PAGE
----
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Evidence for a strong impact of the electron-photon
matrix element on angle-resolved photoelectron
spectra of layered cuprate compounds
Iowa State University
C. G. Olson
Iowa State University
L. L. Miller
Iowa State University
David W. Lynch
Iowa State University, firstname.lastname@example.org
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Evidence for a strong impact of the electron-photon matrix element on
angle-resolved photoelectron spectra of layered cuprate compounds
Little is known about the impact of the electron-photon matrix element on angle-resolved photoelectron
spectra of layered cuprate compounds. Using the example of the model layered cuprate Sr2CuO2Cl2, we
demonstrate that the electron-photon matrix element has a significant influence on energy distribution
curves, rendering their interpretation as images of the spectral function nontrivial.
Ames Laboratory, ARPES, one-electron Green’s function
Atomic, Molecular and Optical Physics | Condensed Matter Physics | Physics
This article is from
Physical Review B
61 (2000): 14378, doi:10.1103/PhysRevB.61.14378. Posted with
Evidence for a strong impact of the electron-photon matrix element on angle-resolved
photoelectron spectra of layered cuprate compounds
S. Haffner, C. G. Olson, L. L. Miller, and D. W. Lynch
Department of Physics and Astronomy and Ames Laboratory, U.S. Department of Energy, Iowa State University, Ames, Iowa 50011
共Received 26 January 2000兲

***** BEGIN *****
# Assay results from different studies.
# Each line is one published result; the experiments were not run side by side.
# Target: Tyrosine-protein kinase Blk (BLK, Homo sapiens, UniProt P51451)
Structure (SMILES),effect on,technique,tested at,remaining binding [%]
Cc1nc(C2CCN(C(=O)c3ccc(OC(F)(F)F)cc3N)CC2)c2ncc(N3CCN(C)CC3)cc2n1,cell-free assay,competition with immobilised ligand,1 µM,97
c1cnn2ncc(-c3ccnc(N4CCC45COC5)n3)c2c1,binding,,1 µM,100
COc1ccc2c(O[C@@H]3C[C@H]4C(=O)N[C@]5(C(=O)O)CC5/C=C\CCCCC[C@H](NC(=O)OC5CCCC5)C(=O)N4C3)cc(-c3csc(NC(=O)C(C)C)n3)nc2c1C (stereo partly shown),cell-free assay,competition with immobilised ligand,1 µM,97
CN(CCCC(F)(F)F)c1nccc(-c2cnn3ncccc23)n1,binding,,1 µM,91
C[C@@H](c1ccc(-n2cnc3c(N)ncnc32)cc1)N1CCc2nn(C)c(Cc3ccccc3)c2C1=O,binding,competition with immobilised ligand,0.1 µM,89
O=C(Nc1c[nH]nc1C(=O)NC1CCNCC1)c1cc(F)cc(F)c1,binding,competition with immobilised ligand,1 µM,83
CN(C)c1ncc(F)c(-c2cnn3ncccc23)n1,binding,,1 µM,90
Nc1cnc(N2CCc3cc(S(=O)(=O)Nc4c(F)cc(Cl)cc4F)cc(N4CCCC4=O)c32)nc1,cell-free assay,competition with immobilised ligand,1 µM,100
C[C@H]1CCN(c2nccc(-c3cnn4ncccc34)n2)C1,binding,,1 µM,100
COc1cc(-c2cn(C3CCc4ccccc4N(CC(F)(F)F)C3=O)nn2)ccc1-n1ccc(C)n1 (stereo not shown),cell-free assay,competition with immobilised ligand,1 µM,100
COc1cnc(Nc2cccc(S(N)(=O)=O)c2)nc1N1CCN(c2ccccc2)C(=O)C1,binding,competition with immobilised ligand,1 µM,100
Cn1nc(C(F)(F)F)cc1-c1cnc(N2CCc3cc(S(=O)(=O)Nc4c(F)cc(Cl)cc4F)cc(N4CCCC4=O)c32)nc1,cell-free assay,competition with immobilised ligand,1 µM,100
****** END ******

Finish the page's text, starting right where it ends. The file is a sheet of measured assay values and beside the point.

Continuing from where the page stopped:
Little is known about the impact of the electron-photon matrix element on angle-resolved photoelectron spectra of layered cuprate compounds. Using the example of the model layered cuprate Sr2CuO2Cl2, we demonstrate that the electron-photon matrix element has a significant influence on energy distribution curves, rendering their interpretation as images of the spectral function nontrivial.
Angle-resolved photoelectron spectroscopy 共ARPES兲 has played an important role in the study of layered cuprate com-pounds such as, for example, the high-temperature supercon-ductors. Examples of results obtained by ARPES are the ex-istence of a Fermi surface in the normal state compatible with the Luttinger theorem1–3and the observation of the su-perconducting gap and its anisotropy as well as a gap in the normal state in the underdoped regime.4–6One of the appeal-ing features of ARPES is that the spectral intensity of an electron distribution curve共EDC兲 is directly proportional to the electron-photon matrix element weighted spectral function.7Direct insight into the spectral function can there-fore be gained, which currently is not possible with any other experimental method. ARPES also allows a direct compari-son to theoretical models, as the spectral function is directly proportional to the imaginary part of the one-electron Green’s function of many-body theory.8